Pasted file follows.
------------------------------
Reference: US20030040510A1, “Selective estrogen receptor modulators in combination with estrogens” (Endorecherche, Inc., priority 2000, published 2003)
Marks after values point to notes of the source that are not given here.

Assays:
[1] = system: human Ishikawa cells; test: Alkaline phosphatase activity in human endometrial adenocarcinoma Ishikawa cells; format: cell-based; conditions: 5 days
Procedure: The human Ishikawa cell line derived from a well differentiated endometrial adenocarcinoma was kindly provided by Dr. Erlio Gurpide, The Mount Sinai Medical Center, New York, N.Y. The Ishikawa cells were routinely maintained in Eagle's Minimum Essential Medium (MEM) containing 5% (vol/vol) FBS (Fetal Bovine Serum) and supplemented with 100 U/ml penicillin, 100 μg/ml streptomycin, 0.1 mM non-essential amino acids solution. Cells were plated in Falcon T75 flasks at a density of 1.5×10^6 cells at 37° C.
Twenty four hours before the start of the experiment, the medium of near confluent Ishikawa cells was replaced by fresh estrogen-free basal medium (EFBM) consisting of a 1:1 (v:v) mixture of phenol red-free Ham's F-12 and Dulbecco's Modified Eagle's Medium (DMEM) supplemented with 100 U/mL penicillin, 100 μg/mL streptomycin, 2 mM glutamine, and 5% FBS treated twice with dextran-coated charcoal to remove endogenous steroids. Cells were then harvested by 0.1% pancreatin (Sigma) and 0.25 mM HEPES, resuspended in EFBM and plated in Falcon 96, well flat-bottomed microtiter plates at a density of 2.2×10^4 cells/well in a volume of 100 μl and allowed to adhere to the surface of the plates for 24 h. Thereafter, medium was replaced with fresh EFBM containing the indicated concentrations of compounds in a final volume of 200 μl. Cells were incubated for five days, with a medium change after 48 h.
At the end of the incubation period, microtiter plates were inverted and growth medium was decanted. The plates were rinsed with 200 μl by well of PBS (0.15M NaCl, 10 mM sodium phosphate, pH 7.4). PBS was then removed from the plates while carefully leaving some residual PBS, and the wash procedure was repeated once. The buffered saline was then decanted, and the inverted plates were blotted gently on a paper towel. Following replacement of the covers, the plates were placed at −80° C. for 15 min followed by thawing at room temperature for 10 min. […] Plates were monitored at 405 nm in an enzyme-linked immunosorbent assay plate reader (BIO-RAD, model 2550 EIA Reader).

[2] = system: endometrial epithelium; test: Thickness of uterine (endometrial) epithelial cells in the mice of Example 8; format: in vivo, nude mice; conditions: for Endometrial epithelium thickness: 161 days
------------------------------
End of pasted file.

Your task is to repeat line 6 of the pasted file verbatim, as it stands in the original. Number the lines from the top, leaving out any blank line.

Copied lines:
Twenty four hours before the start of the experiment, the medium of near confluent Ishikawa cells was replaced by fresh estrogen-free basal medium (EFBM) consisting of a 1:1 (v:v) mixture of phenol red-free Ham's F-12 and Dulbecco's Modified Eagle's Medium (DMEM) supplemented with 100 U/mL penicillin, 100 μg/mL streptomycin, 2 mM glutamine, and 5% FBS treated twice with dextran-coated charcoal to remove endogenous steroids. Cells were then harvested by 0.1% pancreatin (Sigma) and 0.25 mM HEPES, resuspended in EFBM and plated in Falcon 96, well flat-bottomed microtiter plates at a density of 2.2×10^4 cells/well in a volume of 100 μl and allowed to adhere to the surface of the plates for 24 h. Thereafter, medium was replaced with fresh EFBM containing the indicated concentrations of compounds in a final volume of 200 μl. Cells were incubated for five days, with a medium change after 48 h.